Flame Painter is a procedural painting application by Peter Blaškovič available on http://www.escapemotions.com/. It's remarkably versatile, but a lot of experimentation is necessary to figure out what it is capable of, so I'm posting a series of tutorials on how to get specific effects.
This phosphorescent gauzy sea-jelly was uses created a gradient using colors that recall the sea: deep blues, greens and violets. The black background is similar to the images from recent ocean documentaries of benthic depths. The Lighten setting is similar to the Lighten or Screen settings in Photoshop, where the more color you add, the lighter it gets. The Ribbon Brush at these settings creates a snake-like undulating edge that coils and uncoils, criscrossing back and forth on itself, but always slowly rotating around the mouse-location. Move the mouse in curly-cues around a large circle to get the shapes shown here.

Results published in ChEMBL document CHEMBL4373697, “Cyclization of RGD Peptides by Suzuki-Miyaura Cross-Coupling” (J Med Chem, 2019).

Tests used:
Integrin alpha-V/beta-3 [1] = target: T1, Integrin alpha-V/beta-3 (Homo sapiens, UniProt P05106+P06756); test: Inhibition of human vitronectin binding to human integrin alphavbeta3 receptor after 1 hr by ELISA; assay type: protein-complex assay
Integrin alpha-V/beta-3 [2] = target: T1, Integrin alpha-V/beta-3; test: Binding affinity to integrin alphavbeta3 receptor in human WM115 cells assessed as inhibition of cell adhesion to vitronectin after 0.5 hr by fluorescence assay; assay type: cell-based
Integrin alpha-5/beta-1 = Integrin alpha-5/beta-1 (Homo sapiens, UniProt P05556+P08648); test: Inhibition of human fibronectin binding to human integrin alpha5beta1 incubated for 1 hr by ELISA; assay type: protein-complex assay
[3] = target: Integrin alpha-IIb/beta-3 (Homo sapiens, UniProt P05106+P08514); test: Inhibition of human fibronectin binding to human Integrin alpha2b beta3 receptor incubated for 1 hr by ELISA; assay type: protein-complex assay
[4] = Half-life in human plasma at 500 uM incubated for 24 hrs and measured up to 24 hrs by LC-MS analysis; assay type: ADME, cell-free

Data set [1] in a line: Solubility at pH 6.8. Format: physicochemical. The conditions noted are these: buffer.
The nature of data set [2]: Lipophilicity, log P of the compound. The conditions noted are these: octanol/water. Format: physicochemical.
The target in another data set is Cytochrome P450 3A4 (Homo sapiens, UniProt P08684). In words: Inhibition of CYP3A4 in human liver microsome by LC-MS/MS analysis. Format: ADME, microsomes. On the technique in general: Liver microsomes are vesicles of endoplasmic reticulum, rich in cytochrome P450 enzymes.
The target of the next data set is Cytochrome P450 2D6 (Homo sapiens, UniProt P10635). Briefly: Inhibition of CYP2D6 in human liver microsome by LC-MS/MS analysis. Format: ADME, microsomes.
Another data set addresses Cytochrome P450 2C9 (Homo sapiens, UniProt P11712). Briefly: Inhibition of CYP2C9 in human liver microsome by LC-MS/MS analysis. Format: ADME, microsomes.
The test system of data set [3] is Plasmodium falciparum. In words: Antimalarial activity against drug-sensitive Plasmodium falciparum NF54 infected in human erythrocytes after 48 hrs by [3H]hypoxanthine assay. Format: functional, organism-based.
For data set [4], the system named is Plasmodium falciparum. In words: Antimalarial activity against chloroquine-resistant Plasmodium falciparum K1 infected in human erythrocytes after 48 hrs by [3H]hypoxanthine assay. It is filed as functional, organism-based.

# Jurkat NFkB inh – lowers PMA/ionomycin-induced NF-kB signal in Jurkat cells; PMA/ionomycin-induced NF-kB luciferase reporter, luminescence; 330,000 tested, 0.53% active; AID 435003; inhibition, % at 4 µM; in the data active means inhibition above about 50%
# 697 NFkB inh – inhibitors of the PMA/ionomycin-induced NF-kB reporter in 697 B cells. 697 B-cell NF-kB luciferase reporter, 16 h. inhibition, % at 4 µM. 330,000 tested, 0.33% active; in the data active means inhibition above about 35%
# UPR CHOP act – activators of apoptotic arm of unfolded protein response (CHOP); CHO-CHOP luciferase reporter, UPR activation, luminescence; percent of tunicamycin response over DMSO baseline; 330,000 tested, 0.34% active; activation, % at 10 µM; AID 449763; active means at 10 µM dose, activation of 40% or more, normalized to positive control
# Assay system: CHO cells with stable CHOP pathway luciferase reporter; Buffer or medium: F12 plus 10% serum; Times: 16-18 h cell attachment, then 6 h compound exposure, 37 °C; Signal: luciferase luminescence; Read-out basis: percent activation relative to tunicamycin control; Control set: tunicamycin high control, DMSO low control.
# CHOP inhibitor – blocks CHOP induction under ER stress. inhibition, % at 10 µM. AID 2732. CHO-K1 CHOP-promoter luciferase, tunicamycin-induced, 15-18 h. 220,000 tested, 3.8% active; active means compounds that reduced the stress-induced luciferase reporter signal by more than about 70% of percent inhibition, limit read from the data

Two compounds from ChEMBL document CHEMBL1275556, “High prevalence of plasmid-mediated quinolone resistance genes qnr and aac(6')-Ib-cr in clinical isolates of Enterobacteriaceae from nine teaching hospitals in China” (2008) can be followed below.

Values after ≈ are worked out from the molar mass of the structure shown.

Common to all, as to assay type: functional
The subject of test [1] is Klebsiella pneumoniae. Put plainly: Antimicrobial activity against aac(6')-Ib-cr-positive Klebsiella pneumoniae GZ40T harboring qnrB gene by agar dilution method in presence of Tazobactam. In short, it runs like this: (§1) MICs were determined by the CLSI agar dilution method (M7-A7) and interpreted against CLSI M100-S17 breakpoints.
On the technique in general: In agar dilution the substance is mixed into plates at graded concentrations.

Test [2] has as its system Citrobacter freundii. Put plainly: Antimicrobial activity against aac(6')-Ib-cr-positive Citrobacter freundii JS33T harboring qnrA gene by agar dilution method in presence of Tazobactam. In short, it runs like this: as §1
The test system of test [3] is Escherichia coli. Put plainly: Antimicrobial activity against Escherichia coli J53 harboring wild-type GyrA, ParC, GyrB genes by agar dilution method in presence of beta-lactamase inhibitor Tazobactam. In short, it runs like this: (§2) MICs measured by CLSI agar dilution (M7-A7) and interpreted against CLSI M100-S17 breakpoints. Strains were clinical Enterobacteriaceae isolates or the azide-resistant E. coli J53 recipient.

These ctenophore-like creatures were created using the Flame brush setting which produces a slowly coiling, steadily contracting wavy edge, which is very similar to gauze or fluid, but is too orderly for a flame or smoke. The brush responds to speed, getting larger the faster you move it, then slowly winding down to a point.
This large sea-jelly was created with the Follow brush, which is given some movement with a small Focus setting, and variation that it usually lacks, using a small Chaos setting. Many passes were required to build up the whole jellyfish.